But in spite of the identification of the spiritual and the immaterial, originating in Plato’s philosophy, in the eyes of the heathen the pneuma was just as little purely spiritual—in our own sense—as in those of Christians. Its designation as soul-stuff was always much more than a mere name. In the New Testament, for example, the pneuma becomes transmitted like some sort of fluid, as are the other psychological powers charis  , dynamis   and doxa  , They flow from God to man, and the divine charis is imparted by formulas of benediction. We translate this as the Grace of God, although it should not be understood as friendly disposition or mercy, hut as Power that is poured out and absorbed. It enables man to perform miracles: Stephen, full of charis and dynamis, “of faith and power, did great wonders among the people”. Charts effects charismata, Gifts of Grace; these however are no gifts of divine generosity, as we might rationalistically interpret them, but the consequences of divine Power. Ancient Christian terminology perpetuates these ideas: in the Eucharist Christ appears with His powers, His pneuma, His doxa or dynamis, The “glorification” in St. John’s Gospel   again, is a transformation of man which takes place through the infusion of divine Power; and as Wetter affirms quite correctly: “when classical writers refer e.g. to religious gnosis  , charis or doxa, who does not feel that these primitive tones (of the idea of Power) frequently re-echo   from them?”

Not merely the “psychic” powers but also the deeds, thoughts and principles of men frequently become represented as a store of power, largely independent of the bearer. I refer here to the idea of thesaurus, in consequence of which cumulative deeds constitute a potency that is effective in favour of the doer, but eventually of another person also; thus the treasury of grace, accumulated through the merit of Christ and the saints, is a living power “operating” in favour of the church. Certainly the connection between Power and the historic Christ has long become illusory here; it has been forgotten that the Lord is the Spirit, and the Power of Christ dispensed among believers.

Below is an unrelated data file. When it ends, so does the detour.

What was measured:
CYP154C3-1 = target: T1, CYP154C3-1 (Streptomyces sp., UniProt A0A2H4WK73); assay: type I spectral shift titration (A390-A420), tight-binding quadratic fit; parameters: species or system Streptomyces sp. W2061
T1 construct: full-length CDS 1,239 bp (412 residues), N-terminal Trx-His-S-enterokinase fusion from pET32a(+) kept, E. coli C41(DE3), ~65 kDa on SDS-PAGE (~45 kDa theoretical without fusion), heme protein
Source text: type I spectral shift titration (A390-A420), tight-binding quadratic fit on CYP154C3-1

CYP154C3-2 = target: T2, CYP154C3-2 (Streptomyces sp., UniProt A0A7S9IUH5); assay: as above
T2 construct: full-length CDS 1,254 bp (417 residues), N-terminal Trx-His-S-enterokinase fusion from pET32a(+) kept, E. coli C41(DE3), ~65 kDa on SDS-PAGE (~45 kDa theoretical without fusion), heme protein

In India the thesaurus concept is absolutely impersonal; karma   is Power, Law and thesaurus simultaneously: “not in the heavens nor in the midst of the sea, not if he hides in the clefts of the mountains, will man escape the power of karma”. Thus action has become an impersonal mechanism; and human worth is then appraised as a sum of favourable or unfavourable karma, a sort of financial value, that can be transferred to others.

5. In India, then, there has been completed the great equalization that is the final word in the theory of Power, the unification of human and cosmic Power, the identification of psychology and cosmology. The substance of the self and the substance of the All are one and the same, their separation being merely provisional and, ultimately, no more than misunderstanding. The atman  , originally as soul-breath the most primitive soul-stuff, became in the theory of the Upanishads   a silently operating and immanent Power conforming to Law: “If the slayer thinks he slays and the slain that he is slain, they both fail to understand; the one slays not and the other is not slain. The atman reposes, subtler than the subtle and greater than the great, in the hearts of creatures. He who is free from desires and without care sees the greatness of the atman by the grace of the creator. Seated, he wanders far away; reclining, he travels everywhere; apart from me, who can recognize this god who is in a state of changing ecstasy?” On the other hand Brahman, originally the power of the word, as it reveals itself to the brahmins in the sacrificial utterances and their reciters, became the designation of cosmic Power. Atman and Brahman, however, in the last resort are one: here is there, there is here; he who understands tat tvam asi, “that art thou”, knows of only one all comprehending Power. And thus the primitive and intensely empirical idea of Power developed into religious Monism.

Ver online : Gerardus van der Leeuw